['Game Mag Weaseling' is a weekly column by Kevin Gifford which documents the history of video game magazines, from their birth in the early '80s to the current day.]


The day's finally come -- both Electronic Gaming Monthly and GameFan (website not online as of this writing) are available in bookstores now. I'll cover EGM in depth later as I'm still waiting on my issue to come in the mail, but I had a quick browse-through at the bookstore and my initial impressions are pretty positive.

GameFan, however, is the greater surprise, so I'll devote the whole column to it this week. First off, it's big. Really big. The page size, I mean. Think Rolling Stone before it was shrunk down in 2008. It's got about half an inch lengthwise on PS Extreme in its "PSE2" incarnation, and that was a pretty tough magazine to shelve itself.

The sheer size of the thing (see above picture for comparisons with other mags) didn't come across in the cover images that were being passed around online a couple weeks ago, and it's quite a surprise. It's easy to see that Dave Halverson is, at least, trying to be as new and different as possible with this mag -- all the more so after Play Magazine, in his words, "succumbed to a sudden nearly industry-wide exodus to online advertising following last year's economic decline."

Halverson warns in his editorial that the monthly GameFan should be considered "a two issue launch" as they get a feel for this new format. You can tell they're trying to figure out what works best with the super-wide page size in this issue, all while simultaneously distancing themselves from what Play looked like. Unlike Play's trademark smooth, lightly-colored, refined look, GameFan looks, well, like GameFan -- busy, colorful, multiple things happening visually on each page. Like the original GameFan, there isn't a lot of unity within the design, but things do look exciting and pleasing.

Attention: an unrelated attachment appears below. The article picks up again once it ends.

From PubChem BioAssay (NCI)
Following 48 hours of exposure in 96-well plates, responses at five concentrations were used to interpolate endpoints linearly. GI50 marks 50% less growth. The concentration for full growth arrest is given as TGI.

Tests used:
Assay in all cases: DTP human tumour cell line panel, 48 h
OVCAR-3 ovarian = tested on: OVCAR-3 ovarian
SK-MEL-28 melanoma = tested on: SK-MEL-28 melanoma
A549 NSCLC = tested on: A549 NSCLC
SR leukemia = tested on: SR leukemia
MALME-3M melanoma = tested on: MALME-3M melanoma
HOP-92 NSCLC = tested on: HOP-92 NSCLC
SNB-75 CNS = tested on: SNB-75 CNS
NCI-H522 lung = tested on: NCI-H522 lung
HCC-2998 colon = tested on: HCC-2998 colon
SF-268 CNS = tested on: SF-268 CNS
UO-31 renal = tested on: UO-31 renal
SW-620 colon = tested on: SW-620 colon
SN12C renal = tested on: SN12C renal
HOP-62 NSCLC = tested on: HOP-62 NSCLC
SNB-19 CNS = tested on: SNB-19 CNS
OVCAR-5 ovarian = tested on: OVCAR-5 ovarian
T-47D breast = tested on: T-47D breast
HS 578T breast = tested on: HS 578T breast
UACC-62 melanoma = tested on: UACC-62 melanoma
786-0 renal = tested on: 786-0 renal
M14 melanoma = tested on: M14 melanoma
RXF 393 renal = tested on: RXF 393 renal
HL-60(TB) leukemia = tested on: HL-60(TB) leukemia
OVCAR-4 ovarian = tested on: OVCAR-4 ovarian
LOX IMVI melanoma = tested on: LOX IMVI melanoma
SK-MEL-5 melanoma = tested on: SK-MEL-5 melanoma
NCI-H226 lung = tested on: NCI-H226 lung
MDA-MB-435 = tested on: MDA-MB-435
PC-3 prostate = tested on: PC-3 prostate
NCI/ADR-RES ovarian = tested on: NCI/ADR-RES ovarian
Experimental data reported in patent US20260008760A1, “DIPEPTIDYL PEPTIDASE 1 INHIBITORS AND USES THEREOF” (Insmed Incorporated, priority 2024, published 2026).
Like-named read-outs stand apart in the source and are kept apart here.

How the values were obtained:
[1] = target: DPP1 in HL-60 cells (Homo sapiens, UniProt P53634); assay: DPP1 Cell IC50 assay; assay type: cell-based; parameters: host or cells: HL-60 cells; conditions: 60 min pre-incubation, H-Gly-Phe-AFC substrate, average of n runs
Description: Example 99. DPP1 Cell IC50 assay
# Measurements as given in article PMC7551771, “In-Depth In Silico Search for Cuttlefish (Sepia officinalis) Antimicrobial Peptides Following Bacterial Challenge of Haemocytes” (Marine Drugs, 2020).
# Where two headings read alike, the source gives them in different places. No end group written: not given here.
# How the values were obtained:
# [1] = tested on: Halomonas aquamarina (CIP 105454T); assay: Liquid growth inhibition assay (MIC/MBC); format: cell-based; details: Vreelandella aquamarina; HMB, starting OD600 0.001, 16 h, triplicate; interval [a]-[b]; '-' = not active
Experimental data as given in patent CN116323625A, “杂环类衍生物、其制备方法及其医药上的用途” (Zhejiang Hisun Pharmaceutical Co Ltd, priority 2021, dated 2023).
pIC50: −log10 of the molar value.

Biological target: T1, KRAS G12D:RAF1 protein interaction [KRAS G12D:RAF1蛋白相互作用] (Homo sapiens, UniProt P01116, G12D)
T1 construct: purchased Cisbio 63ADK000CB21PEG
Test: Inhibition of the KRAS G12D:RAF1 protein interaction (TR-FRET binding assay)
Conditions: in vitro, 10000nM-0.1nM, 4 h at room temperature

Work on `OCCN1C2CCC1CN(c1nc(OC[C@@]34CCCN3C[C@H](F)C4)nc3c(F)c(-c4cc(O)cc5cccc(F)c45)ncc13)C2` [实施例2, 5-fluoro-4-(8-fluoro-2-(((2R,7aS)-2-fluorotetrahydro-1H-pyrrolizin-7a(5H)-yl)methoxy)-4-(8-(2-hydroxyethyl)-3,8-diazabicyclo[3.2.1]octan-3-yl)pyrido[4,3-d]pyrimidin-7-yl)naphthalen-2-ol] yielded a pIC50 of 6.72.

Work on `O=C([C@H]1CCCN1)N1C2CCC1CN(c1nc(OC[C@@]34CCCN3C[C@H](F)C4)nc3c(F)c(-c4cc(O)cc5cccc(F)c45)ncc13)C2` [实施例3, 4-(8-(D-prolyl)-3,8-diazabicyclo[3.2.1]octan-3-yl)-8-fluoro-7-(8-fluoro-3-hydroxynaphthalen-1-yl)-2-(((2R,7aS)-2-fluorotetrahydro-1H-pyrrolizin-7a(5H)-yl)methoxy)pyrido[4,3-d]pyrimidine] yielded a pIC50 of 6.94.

The magazine has its flaws, though. Like with Play, most articles seems to be little more than long columns of text with pieces of artwork just sort of lain around wherever they'd fill up space. There are a couple of nicely-designed sections, like the interview with Suda51's Grasshopper Manufacture, but then you have the cover story on Blade Kitten which has no real visual theme at all.

There's screenshots on one page, a really big piece of character art on the next one, more screenshots of assorted size on the third. Again, very GameFan-y -- and very PSExtreme-y, for that matter -- but it's just the sort of thing that most game magazines (including Play) have spent the past decade sidling away from.

I can fault Halverson for a lot of things, but nobody can doubt his devotion to the print-mag medium. He has his beliefs, both in games and in mag design, and he's pushed those beliefs unwaveringly over the past 17 years. While I commend that, I'm not sure what the audience for GameFan, the modern game magazine, is.

The '90s GF had a fanbase of mostly preteens and teenagers, but they aren't the intended target of this mag, judging by the way words like "shit" aren't censored in the text. Grown-ups may get nostalgic for the GameFan brand name, but I'm not sure the willy-nilly design and Play-style rambling interviews are going to retain their interest for long.

Still, I can't think of a first issue of any magazine that was immediately excellent from the start, and I hope the mag is popular enough that it has a chance to find its niche.

[Kevin Gifford used to breed ferrets, but now he's busy running Magweasel, a really cool weblog about games and Japan and "the industry" and things. In his spare time he does writing and translation for lots of publishers and game companies.]